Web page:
In times of crisis, mutual aid becomes paramount. Even before the COVID-19 pandemic, new forms of sharing had gained momentum to redress precarity and stark economic inequality. Today, a diverse array of mutualistic organizations seek to fundamentally restructure housing, care, labor, food, and more. Yet design, art, and architecture play a key role in shaping these initiatives, fulfilling their promise of solidarity, and ensuring that these values endure.
In this book, artist Marisa Mor n Jahn and architect Rafi Segal converse about the transformative potential of mutualism and design with leading thinkers and practitioners: Mercedes Bidart, Arturo Escobar, Michael Hardt, Greg Lindsay, Jessica Gordon Nembhard, Ai-jen Poo, and Trebor Scholz. Together, they consider how design inspires, invigorates, and sustains contemporary forms of mutualism--including platform cooperatives, digital-first communities, emerging currencies, mutual aid, care networks, social-change movements, and more. From these dialogues emerge powerful visions of futures guided by communal self-determination and collective well-being.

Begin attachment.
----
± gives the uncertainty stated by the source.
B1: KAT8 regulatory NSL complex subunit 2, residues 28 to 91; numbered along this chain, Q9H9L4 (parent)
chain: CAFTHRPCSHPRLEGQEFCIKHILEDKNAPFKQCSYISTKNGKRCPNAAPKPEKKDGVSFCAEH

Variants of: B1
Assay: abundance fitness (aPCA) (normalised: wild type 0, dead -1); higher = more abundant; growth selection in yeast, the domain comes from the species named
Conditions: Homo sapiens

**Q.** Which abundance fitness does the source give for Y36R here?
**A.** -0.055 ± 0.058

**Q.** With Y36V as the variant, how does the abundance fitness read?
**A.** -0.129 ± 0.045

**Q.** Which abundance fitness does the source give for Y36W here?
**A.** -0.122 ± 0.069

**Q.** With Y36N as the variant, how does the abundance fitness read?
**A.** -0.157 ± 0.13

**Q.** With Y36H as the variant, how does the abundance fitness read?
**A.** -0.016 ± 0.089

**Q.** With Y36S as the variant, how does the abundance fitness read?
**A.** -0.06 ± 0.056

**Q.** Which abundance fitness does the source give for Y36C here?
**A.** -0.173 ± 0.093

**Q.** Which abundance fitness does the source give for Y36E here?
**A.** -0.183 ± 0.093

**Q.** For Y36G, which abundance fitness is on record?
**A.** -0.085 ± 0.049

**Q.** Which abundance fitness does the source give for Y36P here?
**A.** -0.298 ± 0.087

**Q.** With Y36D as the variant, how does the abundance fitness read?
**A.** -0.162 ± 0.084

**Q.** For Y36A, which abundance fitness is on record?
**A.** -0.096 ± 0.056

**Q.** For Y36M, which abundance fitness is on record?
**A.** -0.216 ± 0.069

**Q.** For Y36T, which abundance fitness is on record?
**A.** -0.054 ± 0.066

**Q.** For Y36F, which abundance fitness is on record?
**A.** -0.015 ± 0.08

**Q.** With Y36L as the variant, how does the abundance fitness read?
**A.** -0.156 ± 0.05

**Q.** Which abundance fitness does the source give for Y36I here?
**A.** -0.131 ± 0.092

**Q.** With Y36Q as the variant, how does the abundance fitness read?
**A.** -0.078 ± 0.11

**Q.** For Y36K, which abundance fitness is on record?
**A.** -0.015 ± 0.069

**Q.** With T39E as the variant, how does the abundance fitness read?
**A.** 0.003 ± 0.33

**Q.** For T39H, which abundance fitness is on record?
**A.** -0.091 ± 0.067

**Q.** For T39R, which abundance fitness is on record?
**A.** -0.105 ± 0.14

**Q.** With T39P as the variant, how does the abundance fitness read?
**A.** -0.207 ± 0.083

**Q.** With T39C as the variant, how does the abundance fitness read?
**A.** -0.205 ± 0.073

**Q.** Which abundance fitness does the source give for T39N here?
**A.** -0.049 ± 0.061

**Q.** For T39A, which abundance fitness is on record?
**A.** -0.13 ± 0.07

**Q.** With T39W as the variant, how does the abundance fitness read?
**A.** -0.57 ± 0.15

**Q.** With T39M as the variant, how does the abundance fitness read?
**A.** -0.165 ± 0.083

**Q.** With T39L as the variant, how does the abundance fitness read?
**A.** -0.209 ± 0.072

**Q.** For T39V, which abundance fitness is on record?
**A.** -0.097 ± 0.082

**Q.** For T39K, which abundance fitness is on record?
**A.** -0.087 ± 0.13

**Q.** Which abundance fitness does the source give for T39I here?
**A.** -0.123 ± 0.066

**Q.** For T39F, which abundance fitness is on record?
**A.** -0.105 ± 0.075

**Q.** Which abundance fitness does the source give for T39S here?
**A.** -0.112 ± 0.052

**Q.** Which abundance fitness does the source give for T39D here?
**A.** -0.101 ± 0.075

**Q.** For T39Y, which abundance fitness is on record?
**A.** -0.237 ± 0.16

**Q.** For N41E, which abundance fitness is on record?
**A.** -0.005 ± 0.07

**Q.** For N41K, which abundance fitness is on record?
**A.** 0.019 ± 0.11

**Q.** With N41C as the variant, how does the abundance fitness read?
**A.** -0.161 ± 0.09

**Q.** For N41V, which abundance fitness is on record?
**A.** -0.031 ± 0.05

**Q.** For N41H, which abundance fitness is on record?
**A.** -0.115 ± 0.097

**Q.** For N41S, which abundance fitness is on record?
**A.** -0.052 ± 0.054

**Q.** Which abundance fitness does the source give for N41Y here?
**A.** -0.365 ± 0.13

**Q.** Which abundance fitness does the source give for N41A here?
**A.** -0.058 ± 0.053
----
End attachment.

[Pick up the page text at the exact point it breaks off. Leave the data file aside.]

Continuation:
About the Author
Marisa Morán Jahn is an artist, filmmaker, and Sundance Fellow who has taught at the Massachusetts Institute of Technology, Columbia University, and Parsons/The New School, where she is the associate director of integrated design. Artforum has praised her work as "exemplifying the possibilities of art as social practice." Rafi Segal is an architect and associate professor of architecture and urbanism at the Massachusetts Institute of Technology. His current work focuses on how emerging forms of sharing and collectivity affect the design of buildings and cities.